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Levco offer a service to our clients that is occasionally misunderstood. Folks rarely have insurance claims on their homes so it is essential that you understand what is happening and  how things typically work, lets face it this is stressful.

The way I look at home disasters be they water related, fire related, or other (which can mean a lot of things) Everyone is interested in getting things back to normal. From your insurance agent to the contractor and everyone in between.

OK the unthinkable happened and it is beyond your ability to fix it with a sponge and a pale. Or say a huge tree lands on your home or tears off your power meeter and mast, you name it, the first thing to do is admit there is a problem and that you need help fixing it or returning your home to normal. The second thing is to contact your insurance agent or the companies hot line. Establish a claim and get help on the way. Just making contact can provide much needed advice and the comfort in knowing the cavalry is on the way.

Tree on House

There are two parts to most insurance claims. The Mitigation and the Rebuild. Having a claim is not an opportunity to make some money…it is an unfortunate situation that for whatever reason screws up your routine and can turn your life upside down for awhile, the measure of and insurance company and those that put your place back together is how well they understand this and do everything possible to accommodate you while you are down.


The mitigation phase is when things are torn apart and dried out. Once the problem is fixed and the place is looking like a disaster area,. Once the Mitigation phase is over and the “disaster clean up” part is done, you may have Sheetrock off the walls, floors ripped up, dehumidifiers and fans gone. That contractor gets paid keep track of receipts and submit them to your adjustor.  According to the EPA lead safe work practices are not necessary during emergency work. Be aware you and your family may be at risk in homes built prior to 1978 homes so you may want to remove yourselves from the home during this phase, especially if demolition work is being done and children under 6 years old (who are most susceptible to lead paint dust) are present.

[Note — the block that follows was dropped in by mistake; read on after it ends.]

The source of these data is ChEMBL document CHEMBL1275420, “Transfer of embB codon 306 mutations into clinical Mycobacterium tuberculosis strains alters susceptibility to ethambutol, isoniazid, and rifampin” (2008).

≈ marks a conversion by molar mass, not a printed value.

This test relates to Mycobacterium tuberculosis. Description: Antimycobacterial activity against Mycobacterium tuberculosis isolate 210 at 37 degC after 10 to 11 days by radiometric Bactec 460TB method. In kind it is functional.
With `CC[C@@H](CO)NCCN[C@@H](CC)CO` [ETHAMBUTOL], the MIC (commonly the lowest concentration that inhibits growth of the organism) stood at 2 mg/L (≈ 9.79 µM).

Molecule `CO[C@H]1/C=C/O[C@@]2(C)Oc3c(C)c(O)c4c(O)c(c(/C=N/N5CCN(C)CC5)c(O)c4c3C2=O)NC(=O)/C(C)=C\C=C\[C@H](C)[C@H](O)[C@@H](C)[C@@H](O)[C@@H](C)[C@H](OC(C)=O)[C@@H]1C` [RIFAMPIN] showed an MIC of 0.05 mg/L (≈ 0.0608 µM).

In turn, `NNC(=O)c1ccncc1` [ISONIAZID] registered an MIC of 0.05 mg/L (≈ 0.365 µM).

This is a delicate time when the Insurance adjustor arrives and draws the home and gets and inventory of items and provides an estimate/ bid of what they will pay to get the home back to the way it was prior to the claim. Remember the cause of the claim is not covered. You have a choice here, you can be your own contractor and fix the home yourself, or you can hire a contractor to fix the home. I do not recommend that you use the same clean up folks to fix your home! A remodeling contractor is the best suited for this work. If you do the work yourself you will be reimbursed at a different rate (Less than a remodeling firm) When I accept a project i do it for the amount of the entire claim and the deductible that has been predetermined by the adjustor. This insures that the work is done professionally and completely. There will be no out of pocket expenses beyond your deductible and fixing the cause of the leak for instance. Lead safe work practices are required on all n pre 1978 homes unless testing proves that there are no leaded components, or areas below De minimis* levels are only being effected during rebuild.


If you decide to upgrade while the kitchen is torn apart or have us do work that is outside the scope of rebuilding your home as a result of the cause of the loss, we use the same program that the insurance company used and create a bid or just do the work and produce a bill. We treat all claims over $2000 just like a typical remodeling project and have you sign an remodeling agreement. If you choose not to fix something or fix part of the loss yourself, we credit you for the work we did not do. Things we find like code upgrades that need to be done or underlying hazards are addressed separately with everyone involved.

Lead Paint & Insurance work

Lead based paint work practices have been waived by the EPA during mitigation however they are still enforced during rebuild. I guarantee no flood and fire mitigation contractors are certified in LSWP (Lead Safe Work Practices)

* De minimis (Latin for the minimum requirement) This is a description used by HUD and EPA to determine a level below which Lead Safe Work Practices are NOT required despite the presence of lead. EXCLUDING Window replacement, demolition, and prohibited practices. Less than 10% of a small component IE: windowsill baseboard or trim  HUD Interior: Less than 2sf per room EPA Interior: Less than 6sf per room HUD & EPA Exterior less than 20sf. or total structure deconstruction and flood or fire mitigation.

Your comments are welcome. To ask questions or get more information about remodeling, click here to email me directly, or call 208-947-7261

Disclaimer: Some of these images came from the WEB. If they are yours, and you object to them being used, please claim them and I will gladly remove and replace them at once.